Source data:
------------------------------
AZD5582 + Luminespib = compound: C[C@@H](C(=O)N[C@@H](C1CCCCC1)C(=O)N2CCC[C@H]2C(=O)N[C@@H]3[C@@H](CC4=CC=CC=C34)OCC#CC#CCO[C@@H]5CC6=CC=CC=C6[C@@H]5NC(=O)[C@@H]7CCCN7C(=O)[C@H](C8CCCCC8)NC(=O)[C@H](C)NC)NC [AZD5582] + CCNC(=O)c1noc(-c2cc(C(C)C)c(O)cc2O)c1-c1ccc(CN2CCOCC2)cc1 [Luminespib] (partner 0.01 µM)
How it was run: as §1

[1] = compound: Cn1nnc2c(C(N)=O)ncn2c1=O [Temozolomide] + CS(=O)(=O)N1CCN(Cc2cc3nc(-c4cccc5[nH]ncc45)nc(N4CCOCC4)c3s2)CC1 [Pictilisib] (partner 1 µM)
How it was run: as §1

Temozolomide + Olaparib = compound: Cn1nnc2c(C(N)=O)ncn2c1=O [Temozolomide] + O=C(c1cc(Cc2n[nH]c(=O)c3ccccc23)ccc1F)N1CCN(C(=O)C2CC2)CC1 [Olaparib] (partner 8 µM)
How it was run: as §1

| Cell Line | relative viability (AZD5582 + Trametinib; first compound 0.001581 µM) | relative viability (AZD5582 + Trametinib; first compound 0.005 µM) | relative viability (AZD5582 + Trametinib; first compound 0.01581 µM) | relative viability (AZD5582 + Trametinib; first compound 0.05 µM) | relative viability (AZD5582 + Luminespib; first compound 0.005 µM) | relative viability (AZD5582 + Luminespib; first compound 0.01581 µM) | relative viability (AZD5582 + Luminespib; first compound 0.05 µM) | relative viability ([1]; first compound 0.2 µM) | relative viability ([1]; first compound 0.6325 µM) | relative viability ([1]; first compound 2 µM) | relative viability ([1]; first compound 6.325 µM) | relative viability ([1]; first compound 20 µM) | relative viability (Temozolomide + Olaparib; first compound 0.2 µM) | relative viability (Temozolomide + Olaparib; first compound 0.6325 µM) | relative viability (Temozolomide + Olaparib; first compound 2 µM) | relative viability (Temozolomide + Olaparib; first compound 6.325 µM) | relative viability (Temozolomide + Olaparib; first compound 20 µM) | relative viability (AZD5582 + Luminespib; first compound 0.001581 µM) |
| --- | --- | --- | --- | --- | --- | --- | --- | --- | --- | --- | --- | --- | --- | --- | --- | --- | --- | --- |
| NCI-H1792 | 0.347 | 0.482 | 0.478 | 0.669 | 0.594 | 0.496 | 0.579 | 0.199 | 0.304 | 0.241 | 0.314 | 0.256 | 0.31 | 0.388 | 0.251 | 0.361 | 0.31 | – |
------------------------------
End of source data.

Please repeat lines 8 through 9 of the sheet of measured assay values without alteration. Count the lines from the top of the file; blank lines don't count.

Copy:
| --- | --- | --- | --- | --- | --- | --- | --- | --- | --- | --- | --- | --- | --- | --- | --- | --- | --- | --- |
| NCI-H1792 | 0.347 | 0.482 | 0.478 | 0.669 | 0.594 | 0.496 | 0.579 | 0.199 | 0.304 | 0.241 | 0.314 | 0.256 | 0.31 | 0.388 | 0.251 | 0.361 | 0.31 | – |